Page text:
Interview of the week: Jennifer Earles of Bijoutery Designs

Jennifer Earles is the artist behind Bijoutery Designs and also a graduate student studying geoscience. She says that her love of geology has led to her designing stone and pearl based jewelry. I don’t know if it’s the artist in her or her innate knowledge of stones and gems, but one thing is for certain, her designs are beautiful!!

Corinne: My favorite thing in your shop is this spastic pearl necklace! What is your favorite stone to work with and why?

Jennifer: I’d have to say amazonite – blue is one of my favorite colors, and there’s really no prettier blue than amazonite!

Corinne: Where do you get your inspiration?

Jennifer: A lot of my inspiration comes from nature and the world around me. I study science, particularly geology (though I love astronomy and ecology too!), and get a lot of inspiration from that as well. It gives me such a better appreciation for the materials I work with to know that a stone I may be using is millions of years old, and each one is its own little mystery.

Corinne: Wow, geoscience sounds like an interesting major! What is it, and what do you hope to do with it?? Will you still design your jewelry?
Jennifer: Geoscience incorporates a lot of the different fields that study the Earth, and the materials and processes that affect it. I’m particularly interested in planetary geology (the geology of other planets) as well as environmental geology. I hope to pursue research once I am done, though I think I would like to try my hand at teaching at some point. I really enjoy sharing what I know, and explaining just how important geoscience is to every day life.
I will definitely continue to create jewelry and art! I don’t see myself ever stopping, and maybe one day down the road I’ll get the chance to focus more on it and turn it into a full time pursuit!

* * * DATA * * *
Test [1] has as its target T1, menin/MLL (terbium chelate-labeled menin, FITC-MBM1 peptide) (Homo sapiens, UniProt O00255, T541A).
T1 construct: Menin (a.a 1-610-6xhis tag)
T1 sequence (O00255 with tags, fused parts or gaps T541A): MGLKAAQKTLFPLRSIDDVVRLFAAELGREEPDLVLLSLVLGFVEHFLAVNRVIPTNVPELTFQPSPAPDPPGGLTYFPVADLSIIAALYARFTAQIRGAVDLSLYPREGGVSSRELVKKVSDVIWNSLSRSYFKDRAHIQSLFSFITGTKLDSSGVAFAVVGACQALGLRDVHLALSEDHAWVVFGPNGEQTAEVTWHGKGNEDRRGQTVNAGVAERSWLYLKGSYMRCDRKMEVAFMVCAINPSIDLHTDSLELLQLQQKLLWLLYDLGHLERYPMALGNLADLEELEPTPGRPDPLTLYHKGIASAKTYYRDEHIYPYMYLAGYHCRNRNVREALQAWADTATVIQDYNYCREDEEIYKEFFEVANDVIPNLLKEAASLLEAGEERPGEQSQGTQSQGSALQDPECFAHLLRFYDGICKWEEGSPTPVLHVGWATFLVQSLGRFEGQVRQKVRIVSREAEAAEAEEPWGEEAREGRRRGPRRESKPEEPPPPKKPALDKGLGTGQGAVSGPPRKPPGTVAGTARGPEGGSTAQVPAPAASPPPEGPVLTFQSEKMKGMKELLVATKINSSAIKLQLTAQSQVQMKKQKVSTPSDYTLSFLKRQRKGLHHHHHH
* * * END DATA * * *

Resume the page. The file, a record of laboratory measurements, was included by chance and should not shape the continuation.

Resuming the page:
Corinne: Well, I hope you don’t stop! Is jewelry the medium do you work in the most?
Jennifer: Currently I mostly do jewelry design, mainly using stones, pearls and leather. However I grew up learning a variety of art forms, and also love to painting and pastels. I found I like photography too, while in college - I took so many geology field trips that I improved a bit every time I took photos and found I just loved what I could do with the camera.Corinne: Do you do a lot of craft shows? Which do you do better at, etsy or craft shows? Jennifer: I haven't done any craft shows since I moved to Bowling Green, near Western Kentucky University, last fall. I used to do a few in my old town (which was right on the Indiana and Kentucky border), and particularly enjoyed art markets. However, I started grad school soon as I moved here and as time intensive as it is, its easier to sell online as I can work on it whenever I want from the comfort of my home! As far as which I do better at, well it depends - I can sell at lot of my smaller and cheaper items at shows, but sell more of my larger more expensive items on etsy, so they're really different markets when it comes to selling.

Corinne: What sets you apart from your competition?
Jennifer: I think my knowledge of my materials helps - I can explain a lot about the stones and pearls which people seem to always be interested in. I'm always honest about what I sell. I don't try to use any 'trick' trade names to make something sound more impressive - I don't need to, because I appreciate the materials for what they are and what beauty can be found in each one.My designs also make the best use of my materials, to show off their beauty and what is special about each component that goes into a creation.

Corinne: What product in your shop is your favorite right now?